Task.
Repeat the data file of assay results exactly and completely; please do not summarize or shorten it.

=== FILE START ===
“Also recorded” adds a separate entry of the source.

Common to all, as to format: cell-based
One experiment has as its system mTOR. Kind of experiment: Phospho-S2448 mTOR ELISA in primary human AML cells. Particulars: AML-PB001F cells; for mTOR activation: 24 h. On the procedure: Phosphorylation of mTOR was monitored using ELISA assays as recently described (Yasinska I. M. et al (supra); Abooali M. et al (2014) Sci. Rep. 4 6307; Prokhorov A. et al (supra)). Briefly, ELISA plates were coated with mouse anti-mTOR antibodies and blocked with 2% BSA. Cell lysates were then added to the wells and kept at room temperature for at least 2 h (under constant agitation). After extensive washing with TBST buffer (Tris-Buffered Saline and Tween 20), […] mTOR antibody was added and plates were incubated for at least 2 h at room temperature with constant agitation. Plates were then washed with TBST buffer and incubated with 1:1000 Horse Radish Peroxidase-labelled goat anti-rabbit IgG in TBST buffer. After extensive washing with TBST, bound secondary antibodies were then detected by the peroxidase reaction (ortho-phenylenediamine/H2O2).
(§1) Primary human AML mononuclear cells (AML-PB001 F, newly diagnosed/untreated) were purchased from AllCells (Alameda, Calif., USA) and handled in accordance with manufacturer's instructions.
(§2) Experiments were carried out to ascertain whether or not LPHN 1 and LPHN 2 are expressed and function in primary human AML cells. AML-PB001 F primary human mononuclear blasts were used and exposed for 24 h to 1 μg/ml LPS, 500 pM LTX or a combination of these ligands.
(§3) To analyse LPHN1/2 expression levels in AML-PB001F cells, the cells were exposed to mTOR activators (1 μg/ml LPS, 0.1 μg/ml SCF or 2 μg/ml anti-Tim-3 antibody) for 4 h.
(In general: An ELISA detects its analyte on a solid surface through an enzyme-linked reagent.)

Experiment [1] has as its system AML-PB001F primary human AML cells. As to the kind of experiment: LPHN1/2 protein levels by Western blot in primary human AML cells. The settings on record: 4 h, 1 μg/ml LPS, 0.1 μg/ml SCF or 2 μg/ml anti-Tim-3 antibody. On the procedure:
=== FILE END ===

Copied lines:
“Also recorded” adds a separate entry of the source.

Common to all, as to format: cell-based
One experiment has as its system mTOR. Kind of experiment: Phospho-S2448 mTOR ELISA in primary human AML cells. Particulars: AML-PB001F cells; for mTOR activation: 24 h. On the procedure: Phosphorylation of mTOR was monitored using ELISA assays as recently described (Yasinska I. M. et al (supra); Abooali M. et al (2014) Sci. Rep. 4 6307; Prokhorov A. et al (supra)). Briefly, ELISA plates were coated with mouse anti-mTOR antibodies and blocked with 2% BSA. Cell lysates were then added to the wells and kept at room temperature for at least 2 h (under constant agitation). After extensive washing with TBST buffer (Tris-Buffered Saline and Tween 20), […] mTOR antibody was added and plates were incubated for at least 2 h at room temperature with constant agitation. Plates were then washed with TBST buffer and incubated with 1:1000 Horse Radish Peroxidase-labelled goat anti-rabbit IgG in TBST buffer. After extensive washing with TBST, bound secondary antibodies were then detected by the peroxidase reaction (ortho-phenylenediamine/H2O2).
(§1) Primary human AML mononuclear cells (AML-PB001 F, newly diagnosed/untreated) were purchased from AllCells (Alameda, Calif., USA) and handled in accordance with manufacturer's instructions.
(§2) Experiments were carried out to ascertain whether or not LPHN 1 and LPHN 2 are expressed and function in primary human AML cells. AML-PB001 F primary human mononuclear blasts were used and exposed for 24 h to 1 μg/ml LPS, 500 pM LTX or a combination of these ligands.
(§3) To analyse LPHN1/2 expression levels in AML-PB001F cells, the cells were exposed to mTOR activators (1 μg/ml LPS, 0.1 μg/ml SCF or 2 μg/ml anti-Tim-3 antibody) for 4 h.
(In general: An ELISA detects its analyte on a solid surface through an enzyme-linked reagent.)

Experiment [1] has as its system AML-PB001F primary human AML cells. As to the kind of experiment: LPHN1/2 protein levels by Western blot in primary human AML cells. The settings on record: 4 h, 1 μg/ml LPS, 0.1 μg/ml SCF or 2 μg/ml anti-Tim-3 antibody. On the procedure: